are what I want. 10mV full scale and 1% resolution.
    But I did dig out a real voltmeter. I wrapped the peltier device
    in cellulose...aka a paper towel, stuck it into the plastic lid
    of a spray can and set it on the desk. After a LONG time,
    the voltage did settle to about 100nanovolts. That's the best this
    old meter can do. I was surprised it did anywhere that well as I
    took zero precautions to balance the thermals in the interconnect.
    I can see significant voltage transient if I flex the coax that connects it.

    If I take it out of its cocoon, the voltage is all over the place.
    Stick it on a window with 14F inside/outside temperature differential,
    voltage goes to 100mV or so and dribbles down to about 2mV. It's the
    2mV I want to measure. my 1% resolution is worth 5% at 20% of FS.

    All seems consistent with my initial estimates.

    The back story is this...
    I got a new gas furnace and a bunch of insulation added to the house.
    I've been graphing heat input.
    Consistent with my minimalist approach, I used a flapper on
    a microswitch sitting on a vent and plugged into the serial port
    of a Palm IIIc...and fixed it in software.

    I've been seeing significant anomalies that I can't explain by outside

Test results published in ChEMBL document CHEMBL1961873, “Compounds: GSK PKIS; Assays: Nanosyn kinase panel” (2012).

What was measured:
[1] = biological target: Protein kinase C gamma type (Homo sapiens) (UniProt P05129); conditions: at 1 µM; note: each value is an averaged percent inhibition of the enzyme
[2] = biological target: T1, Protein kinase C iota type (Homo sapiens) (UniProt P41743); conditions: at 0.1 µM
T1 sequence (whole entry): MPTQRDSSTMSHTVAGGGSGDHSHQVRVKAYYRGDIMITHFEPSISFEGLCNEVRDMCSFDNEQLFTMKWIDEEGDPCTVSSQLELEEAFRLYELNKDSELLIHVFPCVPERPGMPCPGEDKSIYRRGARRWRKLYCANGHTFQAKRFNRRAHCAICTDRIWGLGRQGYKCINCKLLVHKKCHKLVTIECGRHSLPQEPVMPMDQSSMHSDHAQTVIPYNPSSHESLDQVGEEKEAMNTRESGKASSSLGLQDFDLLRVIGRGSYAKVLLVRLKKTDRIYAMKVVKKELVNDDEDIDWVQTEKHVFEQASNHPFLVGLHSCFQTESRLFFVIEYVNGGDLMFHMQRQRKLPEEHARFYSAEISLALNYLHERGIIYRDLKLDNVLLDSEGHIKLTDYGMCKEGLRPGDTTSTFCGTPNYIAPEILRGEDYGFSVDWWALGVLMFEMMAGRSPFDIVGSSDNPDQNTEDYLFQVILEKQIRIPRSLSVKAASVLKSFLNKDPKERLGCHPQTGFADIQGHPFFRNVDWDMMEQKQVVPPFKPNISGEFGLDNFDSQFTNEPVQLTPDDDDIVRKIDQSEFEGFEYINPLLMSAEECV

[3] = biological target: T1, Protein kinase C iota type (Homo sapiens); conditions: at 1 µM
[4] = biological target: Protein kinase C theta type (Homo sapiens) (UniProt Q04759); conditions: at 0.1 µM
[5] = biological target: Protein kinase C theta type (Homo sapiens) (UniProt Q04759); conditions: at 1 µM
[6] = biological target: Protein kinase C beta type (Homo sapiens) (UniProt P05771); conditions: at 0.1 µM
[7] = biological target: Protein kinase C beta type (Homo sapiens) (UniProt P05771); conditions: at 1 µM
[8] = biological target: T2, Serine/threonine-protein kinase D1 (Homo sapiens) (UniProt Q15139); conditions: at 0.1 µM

air temperature fluctuations.
    Consistent with my lazy approach, the measurement system was a bottom-up
    design...who am I kidding, it wasn't designed, it was evolved...
    I had no idea what I was measuring. After I did the math,
    I discovered that the system has a RESOLUTION of 17 BTU. I don't claim
    that it's anywhere near that accurate, but it does resolve well.
    Turns out that I can see when the computer goes into standby or when
    I'm watching TV mirrored in gas consumption.

    By this time, I'm into measuring losses. My windows are specified
    as R3.125. But I didn't measure anywhere near that high. And when
    I added R5 foam on the outside the improvement was more than I expected
    from R8.125/R3.125. That's where all the peltier device stuff started.

    So, I have no idea how they measure the insulating capabilities of
    windows, but the numbers seem optimistic.
    This is an interesting reference:

    It's the operator/application manual for their IR thermometer
    tweaked to measure building heat loss.

    If you sandwich the window between two metal plates and measure R, you get